1. Termination of Employment. You will cease to be employed by the Company on X date.
      2. Severance Payments. The Company agrees to pay you X weeks of severance pay.  The severance pay will be in addition to the payment of unused accrued vacation pay to which you are entitled.  You may elect to receive this severance pay in the form of a lump sum payment, or spread it over a number of weeks, less applicable deductions for taxes.


      1. General Release. You agree that the consideration set forth above, which is in addition to anything of value to which you are or might otherwise be entitled, shall constitute a complete and final settlement of any and all causes of actions or claims you have had, now have or may have up to the date of this agreement including, without limitation, those arising out of or in connection with your employment and/or termination by the Company pursuant to any federal, state, or local employment laws, statutes, public policies, orders or regulations, including without limitation, the Age Discrimination in Employment Act, Title VII of the Civil Rights Act, the Americans with Disabilities Act, and [certain state]  laws.

      Agreements that specifically cover the release of age claims will also include additional information intended to comply with OWBPA requirements.  See Part IV.A, Question and Answer 6.

      Example 2:  This agreement is intended to comply with the Older Workers Benefit Protection Act.  You acknowledge and agree that you specifically are waiving rights and claims under the Age Discrimination in Employment Act.


    Most employees who sign waivers in severance agreements never attempt to challenge them. Some discharged employees, however, may feel that they have no choice but to sign the waiver, even though they suspect discrimination, or they may learn something after signing the waiver that leads them to believe they were discriminated against during employment or wrongfully terminated.

    If an employee who signed a waiver later files a lawsuit alleging discrimination, the employer will argue that the court should dismiss the case because the employee waived the right to sue, and the employee will respond that the waiver should not bind her because it is legally invalid.   Before looking at the employee’s discrimination claim, a court first will decide whether the waiver is valid.  If a court concludes that the waiver is invalid, it will decide the employee’s discrimination claim, but it will dismiss the claim if it finds that the waiver is valid.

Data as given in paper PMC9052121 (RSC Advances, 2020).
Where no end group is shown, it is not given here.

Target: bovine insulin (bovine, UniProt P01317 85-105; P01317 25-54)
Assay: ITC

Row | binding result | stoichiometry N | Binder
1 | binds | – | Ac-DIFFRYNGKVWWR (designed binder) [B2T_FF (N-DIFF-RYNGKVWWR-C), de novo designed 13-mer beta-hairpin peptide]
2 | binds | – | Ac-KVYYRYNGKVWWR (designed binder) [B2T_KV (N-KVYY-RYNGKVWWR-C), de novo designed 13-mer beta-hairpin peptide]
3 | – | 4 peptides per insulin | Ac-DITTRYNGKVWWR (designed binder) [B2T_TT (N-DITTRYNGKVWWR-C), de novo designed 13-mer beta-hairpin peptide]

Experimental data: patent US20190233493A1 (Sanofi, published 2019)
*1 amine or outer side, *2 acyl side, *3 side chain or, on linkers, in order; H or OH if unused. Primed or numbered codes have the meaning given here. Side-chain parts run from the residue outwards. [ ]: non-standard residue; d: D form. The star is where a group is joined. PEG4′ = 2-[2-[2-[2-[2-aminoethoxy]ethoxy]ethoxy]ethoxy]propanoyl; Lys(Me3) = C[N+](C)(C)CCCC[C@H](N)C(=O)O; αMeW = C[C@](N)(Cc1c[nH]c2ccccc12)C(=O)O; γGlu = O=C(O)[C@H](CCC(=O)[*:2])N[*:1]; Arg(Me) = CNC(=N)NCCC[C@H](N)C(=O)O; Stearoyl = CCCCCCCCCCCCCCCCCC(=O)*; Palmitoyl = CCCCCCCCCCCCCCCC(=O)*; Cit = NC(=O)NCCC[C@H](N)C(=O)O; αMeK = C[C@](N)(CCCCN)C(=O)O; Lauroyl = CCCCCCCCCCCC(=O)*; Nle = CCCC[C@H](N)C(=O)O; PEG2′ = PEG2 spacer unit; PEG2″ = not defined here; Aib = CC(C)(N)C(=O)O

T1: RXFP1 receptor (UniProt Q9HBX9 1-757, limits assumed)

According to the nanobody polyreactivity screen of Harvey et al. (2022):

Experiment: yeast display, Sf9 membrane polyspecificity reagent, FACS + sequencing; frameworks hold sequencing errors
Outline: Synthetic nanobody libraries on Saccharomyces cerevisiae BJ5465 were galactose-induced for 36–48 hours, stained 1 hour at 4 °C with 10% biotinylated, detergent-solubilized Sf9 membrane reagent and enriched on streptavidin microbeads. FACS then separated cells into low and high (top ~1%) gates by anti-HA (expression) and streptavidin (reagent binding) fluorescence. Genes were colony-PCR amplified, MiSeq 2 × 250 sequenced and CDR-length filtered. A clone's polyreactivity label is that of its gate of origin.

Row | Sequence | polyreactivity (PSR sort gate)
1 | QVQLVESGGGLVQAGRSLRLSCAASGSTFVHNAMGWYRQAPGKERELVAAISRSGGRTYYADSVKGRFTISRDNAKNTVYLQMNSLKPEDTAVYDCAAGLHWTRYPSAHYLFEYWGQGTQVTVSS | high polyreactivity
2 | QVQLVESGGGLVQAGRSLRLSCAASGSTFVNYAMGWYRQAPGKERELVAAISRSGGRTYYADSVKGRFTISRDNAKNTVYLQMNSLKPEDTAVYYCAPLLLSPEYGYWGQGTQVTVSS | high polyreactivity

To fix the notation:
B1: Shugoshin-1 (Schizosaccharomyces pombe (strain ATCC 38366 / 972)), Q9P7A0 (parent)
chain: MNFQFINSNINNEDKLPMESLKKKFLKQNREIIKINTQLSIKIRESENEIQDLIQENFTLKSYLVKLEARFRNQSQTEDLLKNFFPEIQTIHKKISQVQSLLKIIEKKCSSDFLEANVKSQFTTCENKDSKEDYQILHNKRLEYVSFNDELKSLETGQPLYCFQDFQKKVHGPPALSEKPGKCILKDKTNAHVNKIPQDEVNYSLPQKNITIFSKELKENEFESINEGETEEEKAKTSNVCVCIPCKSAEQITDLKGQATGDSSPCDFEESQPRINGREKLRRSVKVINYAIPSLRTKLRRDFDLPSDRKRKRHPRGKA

A waiver in a severance agreement generally is valid when an employee knowingly and voluntarily consents to the waiver. The rules regarding whether a waiver is knowing and voluntary depend on the statute under which suit has been, or may be, brought.  The rules for waivers under the Age Discrimination in Employment Act are defined by statute – the Older Workers Benefit Protection Act (OWBPA).[4] Under other laws, such as Title VII, the rules are derived from case law.  In addition to being knowingly and voluntarily signed, a valid agreement also must: (1) offer some sort of consideration, such as additional compensation, in exchange for the employee’s waiver of the right to sue; (2) not require the employee to waive future rights; and (3) comply with applicable state and federal laws.[5]
    1. What determines whether a waiver of rights under Title VII, the ADA, or the EPA was “knowing and voluntary”?

      To determine whether an employee knowingly and voluntarily waived his discrimination claims, some courts rely on traditional contract principles and focus primarily on whether the language in the waiver is clear.[6]  Most courts, however, look beyond the contract language and consider all relevant factors – or the totality of the circumstances -- to determine whether the employee knowingly and voluntarily waived the right to sue. [7]  These courts consider the following circumstances and conditions under which the waiver was signed:

      • whether it was written in a manner that was clear and specific enough for the employee to understand based on his education and business experience;
      • whether it was induced by fraud, duress, undue influence, or other improper conduct by the employer;
      • whether the employee had enough time to read and think about the advantages and disadvantages of the agreement before signing it;
      • whether the employee consulted with an attorney or was encouraged or discouraged by the employer from doing so;[8]